Cookies on this website

We use cookies to ensure that we give you the best experience on our website. If you click 'Accept all cookies' we'll assume that you are happy to receive all cookies and you won't see this message again. If you click 'Reject all non-essential cookies' only necessary cookies providing core functionality such as security, network management, and accessibility will be enabled. Click 'Find out more' for information on how to change your cookie settings.

The development of reading skills is underpinned by oral language abilities, with phonological skills appearing to have a causal influence on the development of early word-level literacy skills, and reading comprehension ability depending in addition on broader (semantic and syntactic) language skills. Here, we report a longitudinal study of children at family-risk of dyslexia, children with preschool language difficulties and typically developing controls. Preschool measures of oral language predicted phoneme awareness and grapheme-phoneme knowledge just before school entry which in turn predicted word-level literacy skills shortly after school entry. Reading comprehension at 8½ years was predicted by word-level literacy skills at 5½ years and by language skills at 3½ years. These patterns of predictive relationships were similar in both typically developing children and those at-risk of literacy difficulties. Our findings underline the importance of oral language skills for the development of both word-level literacy and reading comprehension skills.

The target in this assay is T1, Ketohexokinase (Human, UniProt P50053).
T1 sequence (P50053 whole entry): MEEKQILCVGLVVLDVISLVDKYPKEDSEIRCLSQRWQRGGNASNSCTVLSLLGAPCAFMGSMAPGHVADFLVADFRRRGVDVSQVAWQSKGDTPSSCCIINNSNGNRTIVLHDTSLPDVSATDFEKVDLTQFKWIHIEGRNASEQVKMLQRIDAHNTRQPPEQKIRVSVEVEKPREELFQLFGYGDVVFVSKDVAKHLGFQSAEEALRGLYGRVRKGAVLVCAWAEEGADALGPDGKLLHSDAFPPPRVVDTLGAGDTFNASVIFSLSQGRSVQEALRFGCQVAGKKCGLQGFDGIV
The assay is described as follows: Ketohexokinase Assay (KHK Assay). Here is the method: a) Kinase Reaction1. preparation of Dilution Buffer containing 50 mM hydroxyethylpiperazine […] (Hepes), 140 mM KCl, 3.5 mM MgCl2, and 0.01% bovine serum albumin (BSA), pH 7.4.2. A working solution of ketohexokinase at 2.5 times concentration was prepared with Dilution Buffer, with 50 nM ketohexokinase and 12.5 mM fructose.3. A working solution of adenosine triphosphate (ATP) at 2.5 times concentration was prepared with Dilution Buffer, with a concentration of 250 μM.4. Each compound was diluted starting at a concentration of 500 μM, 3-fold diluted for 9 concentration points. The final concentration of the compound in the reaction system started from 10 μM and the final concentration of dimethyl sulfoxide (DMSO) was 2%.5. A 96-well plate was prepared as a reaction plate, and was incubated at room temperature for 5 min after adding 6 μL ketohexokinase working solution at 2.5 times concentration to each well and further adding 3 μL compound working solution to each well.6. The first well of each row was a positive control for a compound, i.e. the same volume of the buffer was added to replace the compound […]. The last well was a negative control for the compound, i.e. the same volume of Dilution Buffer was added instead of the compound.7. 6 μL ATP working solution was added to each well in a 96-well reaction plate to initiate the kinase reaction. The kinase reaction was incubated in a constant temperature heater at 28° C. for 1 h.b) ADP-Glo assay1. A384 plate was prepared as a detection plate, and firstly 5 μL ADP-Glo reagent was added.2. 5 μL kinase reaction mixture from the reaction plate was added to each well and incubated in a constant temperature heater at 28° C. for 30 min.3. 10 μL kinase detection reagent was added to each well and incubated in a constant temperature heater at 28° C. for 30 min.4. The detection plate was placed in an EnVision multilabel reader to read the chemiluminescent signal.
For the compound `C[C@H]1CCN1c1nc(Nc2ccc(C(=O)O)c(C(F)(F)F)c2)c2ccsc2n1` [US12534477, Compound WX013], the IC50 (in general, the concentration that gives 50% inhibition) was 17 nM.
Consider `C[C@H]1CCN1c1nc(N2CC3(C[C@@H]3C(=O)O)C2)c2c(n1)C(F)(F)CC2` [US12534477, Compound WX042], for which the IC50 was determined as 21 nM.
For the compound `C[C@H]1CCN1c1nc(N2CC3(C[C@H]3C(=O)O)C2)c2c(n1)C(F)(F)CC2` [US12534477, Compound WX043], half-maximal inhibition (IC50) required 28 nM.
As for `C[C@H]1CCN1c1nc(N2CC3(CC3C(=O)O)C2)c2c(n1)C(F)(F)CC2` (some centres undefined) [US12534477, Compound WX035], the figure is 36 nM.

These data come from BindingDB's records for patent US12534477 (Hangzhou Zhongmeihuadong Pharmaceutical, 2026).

Journal article


Psychological Science


Association for Psychological Science


Dyslexia; language impairment; reading development; reading comprehension; phonological skills; language skills; family-risk.